In 1964, a 15,500 seater athletics stadium and sports centre was built on the former site of the football stadium in Crystal Palace Park. The athletics stadium was known as the National Sports Centre and between 1999 and 2012 hosted the London Athletics Grand Prix among other international athletics meetings. The Crystal Palace triathletes club is also based here.[50] Since the London 2012 Olympics, the status of the stadium and aquatics centre as the main facilities for their sports in London has been superseded by the London Aquatics Centre and Olympic Stadium. This led to Crystal Palace F.C. submitting plans to rebuild the stadium as a 40,000 capacity football stadium.[51]

Motor Racing


A motor racing circuit was opened around the Park in 1927 and the remains of the track now make up some of the access roads around the park. The track was extended to two miles (3.2 km) in 1936, before being taken over by the Ministry of Defence at the start of World War II. Race meetings resumed in 1953, and the circuit hosted a range of international racing events, continuing until the last races in 1974. For three years, from 1997, parts of the circuit were used for a once-a-year sprint time trial similar to a hillclimb before stopping due to development work. The event resumed in 2010 and continued until 2019.[52]


Harris City Academy Crystal Palace

Crystal Palace contains three primary schools, Paxton Primary School, Rockmount Primary School and All Saints C of E Primary School, and one secondary school, Harris City Academy.[53] Crystal Palace Park also contains a branch of Capel Manor College, offering courses in Animal Care, Arboriculture and Countryside, Horticulture and Landscaping and Garden Design along with other short courses.[54]

In 2013, due to a shortage of primary school places in both Crystal Palace[55] and London,[56] proposals to open a new primary school by September 2015 were put forward, with plans submitted to the Department for Education in January 2014.[57] The proposals were approved as part of wave 6 of the Free Schools Programme and the school is scheduled to open in September 2015. As of October 2014, the school is considering three possible building configurations – with the Greater London Authority running a public consultation on each option – all of which would involve demolishing one of the seated stands around the athletics track at the National Sports Centre.[58][59]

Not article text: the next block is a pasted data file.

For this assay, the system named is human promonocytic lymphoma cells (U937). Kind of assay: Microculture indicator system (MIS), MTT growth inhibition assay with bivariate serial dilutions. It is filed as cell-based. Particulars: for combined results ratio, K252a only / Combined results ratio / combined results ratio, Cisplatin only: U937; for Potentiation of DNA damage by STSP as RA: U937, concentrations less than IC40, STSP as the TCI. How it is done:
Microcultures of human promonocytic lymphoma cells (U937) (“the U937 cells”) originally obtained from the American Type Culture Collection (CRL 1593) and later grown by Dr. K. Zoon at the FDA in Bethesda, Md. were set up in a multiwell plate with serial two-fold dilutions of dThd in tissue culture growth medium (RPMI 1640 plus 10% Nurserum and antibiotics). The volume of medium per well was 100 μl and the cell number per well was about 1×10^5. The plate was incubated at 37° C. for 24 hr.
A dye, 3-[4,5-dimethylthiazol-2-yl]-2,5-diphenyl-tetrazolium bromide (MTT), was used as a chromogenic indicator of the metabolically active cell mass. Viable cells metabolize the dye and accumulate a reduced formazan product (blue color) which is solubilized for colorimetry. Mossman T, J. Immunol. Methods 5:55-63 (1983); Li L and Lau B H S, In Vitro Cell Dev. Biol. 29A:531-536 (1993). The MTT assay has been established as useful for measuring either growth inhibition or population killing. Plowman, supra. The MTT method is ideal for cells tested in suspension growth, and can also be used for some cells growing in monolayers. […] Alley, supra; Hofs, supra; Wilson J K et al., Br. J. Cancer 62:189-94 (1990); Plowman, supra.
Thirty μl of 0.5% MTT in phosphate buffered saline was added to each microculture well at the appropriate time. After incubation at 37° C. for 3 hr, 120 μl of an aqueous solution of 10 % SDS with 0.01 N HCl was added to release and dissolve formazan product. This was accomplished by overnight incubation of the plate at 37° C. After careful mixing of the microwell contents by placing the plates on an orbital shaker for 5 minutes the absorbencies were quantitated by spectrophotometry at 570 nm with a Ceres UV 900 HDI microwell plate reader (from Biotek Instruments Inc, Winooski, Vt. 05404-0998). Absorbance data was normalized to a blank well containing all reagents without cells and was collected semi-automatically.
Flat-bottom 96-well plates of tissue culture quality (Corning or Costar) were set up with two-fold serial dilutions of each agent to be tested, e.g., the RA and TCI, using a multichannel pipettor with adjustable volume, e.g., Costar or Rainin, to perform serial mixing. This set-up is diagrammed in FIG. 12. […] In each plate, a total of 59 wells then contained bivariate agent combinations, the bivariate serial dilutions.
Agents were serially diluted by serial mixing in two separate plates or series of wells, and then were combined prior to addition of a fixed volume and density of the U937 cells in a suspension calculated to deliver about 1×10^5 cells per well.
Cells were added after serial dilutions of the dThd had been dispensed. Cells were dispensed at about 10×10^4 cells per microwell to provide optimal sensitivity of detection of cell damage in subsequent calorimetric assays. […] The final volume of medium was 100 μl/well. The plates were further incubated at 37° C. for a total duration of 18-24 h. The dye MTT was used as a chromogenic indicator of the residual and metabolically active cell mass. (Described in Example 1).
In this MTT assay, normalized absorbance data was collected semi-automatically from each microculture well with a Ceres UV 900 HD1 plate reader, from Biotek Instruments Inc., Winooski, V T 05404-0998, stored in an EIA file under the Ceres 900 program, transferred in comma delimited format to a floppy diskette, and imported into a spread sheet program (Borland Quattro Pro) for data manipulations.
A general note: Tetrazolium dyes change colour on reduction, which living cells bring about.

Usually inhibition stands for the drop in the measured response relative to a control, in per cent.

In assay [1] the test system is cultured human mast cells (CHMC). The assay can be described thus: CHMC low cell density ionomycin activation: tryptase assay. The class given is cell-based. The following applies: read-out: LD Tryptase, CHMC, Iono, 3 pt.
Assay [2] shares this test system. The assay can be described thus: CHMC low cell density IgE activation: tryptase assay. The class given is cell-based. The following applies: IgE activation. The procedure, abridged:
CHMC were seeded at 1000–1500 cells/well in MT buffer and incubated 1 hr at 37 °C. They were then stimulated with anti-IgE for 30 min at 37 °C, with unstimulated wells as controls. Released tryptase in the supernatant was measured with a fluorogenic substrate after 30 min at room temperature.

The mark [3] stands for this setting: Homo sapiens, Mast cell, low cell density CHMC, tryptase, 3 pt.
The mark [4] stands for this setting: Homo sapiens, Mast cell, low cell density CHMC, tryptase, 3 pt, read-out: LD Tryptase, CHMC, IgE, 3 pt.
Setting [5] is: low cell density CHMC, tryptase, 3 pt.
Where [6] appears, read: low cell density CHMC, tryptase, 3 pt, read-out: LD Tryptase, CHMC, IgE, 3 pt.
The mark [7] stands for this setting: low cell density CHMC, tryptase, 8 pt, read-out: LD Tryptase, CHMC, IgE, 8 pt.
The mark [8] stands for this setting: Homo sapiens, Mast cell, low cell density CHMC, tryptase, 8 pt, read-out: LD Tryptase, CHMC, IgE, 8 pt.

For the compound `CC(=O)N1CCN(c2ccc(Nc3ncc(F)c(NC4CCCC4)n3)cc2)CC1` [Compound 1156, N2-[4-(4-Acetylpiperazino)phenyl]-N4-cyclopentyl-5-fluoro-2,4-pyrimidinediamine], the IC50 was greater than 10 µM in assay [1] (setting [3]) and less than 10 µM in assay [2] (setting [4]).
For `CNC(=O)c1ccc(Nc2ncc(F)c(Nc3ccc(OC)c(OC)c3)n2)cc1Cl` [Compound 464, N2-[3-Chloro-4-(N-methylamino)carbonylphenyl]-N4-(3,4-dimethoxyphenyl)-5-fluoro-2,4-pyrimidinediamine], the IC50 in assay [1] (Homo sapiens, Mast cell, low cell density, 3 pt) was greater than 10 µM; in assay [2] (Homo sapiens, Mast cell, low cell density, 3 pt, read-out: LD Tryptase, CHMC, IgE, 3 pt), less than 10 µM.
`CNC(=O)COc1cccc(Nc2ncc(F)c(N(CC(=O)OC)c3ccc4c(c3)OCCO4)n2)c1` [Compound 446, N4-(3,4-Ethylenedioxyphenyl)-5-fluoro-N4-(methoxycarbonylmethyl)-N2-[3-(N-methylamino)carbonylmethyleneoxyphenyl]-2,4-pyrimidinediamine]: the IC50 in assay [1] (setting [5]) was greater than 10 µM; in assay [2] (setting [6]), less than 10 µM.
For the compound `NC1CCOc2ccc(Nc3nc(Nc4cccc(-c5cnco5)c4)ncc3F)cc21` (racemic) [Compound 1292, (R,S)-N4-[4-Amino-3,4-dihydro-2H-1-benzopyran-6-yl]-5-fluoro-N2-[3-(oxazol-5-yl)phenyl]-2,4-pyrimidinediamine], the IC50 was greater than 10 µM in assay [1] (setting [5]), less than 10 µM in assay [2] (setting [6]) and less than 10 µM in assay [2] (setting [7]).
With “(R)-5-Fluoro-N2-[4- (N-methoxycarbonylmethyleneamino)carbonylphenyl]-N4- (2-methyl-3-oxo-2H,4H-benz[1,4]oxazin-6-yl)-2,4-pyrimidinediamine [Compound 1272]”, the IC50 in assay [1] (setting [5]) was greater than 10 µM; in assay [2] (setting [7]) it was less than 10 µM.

The area is served by the A212, A214, A234 and A2199 roads. The roads that make up the triangle (Westow Hill, Westow Street and Church Road) form part of a one-way system and are in a 24-hour controlled parking and loading zone. There is a coach park inside Crystal Palace Park.

The area would have been affected by the cancelled London Ringways motorway plans, as one of the radial routes connecting the South Cross Route to Ringway 2 (the South Cross Route to Parkway D Radial) would have run through a part of Crystal Palace Park, following the railway line.[60]

Cycle routes


London Cycle Network routes 23 and 27 travel through Crystal Palace. Route 27 runs from Anerley Hill through part of Crystal Palace Park towards Bromley and route 23 runs through the Crystal Palace triangle to connect to Borough and Croydon.[61]

Transport for London have proposed to build Quietway route 7 that runs from Crystal Palace to Elephant and Castle.[62] The route was subject to consultation processes in the London Boroughs of Lambeth and Southwark in 2016, with construction to begin in 2017.[63][64]


Photograph showing the older brickwork main station building with a green metal extension (now demolished) on the side that was formerly used as the ticket office.
Crystal Palace Station, showing the now demolished extension.

Crystal Palace is accessible by rail from Crystal Palace railway station, where Southern trains run between Victoria on the Crystal Palace Line and London Bridge on the Brighton Main Line, and where London Overground trains run to Highbury & Islington on the East London Line. In addition, Southern services run to Beckenham Junction, Sutton and Epsom Downs.[65] Crystal Palace railway station is one of the few stations to border two zones, Zones 3 and 4.[66] The South Gate of the Park is accessible by rail via Penge West, which is served by Southern trains from London Bridge and London Overground services.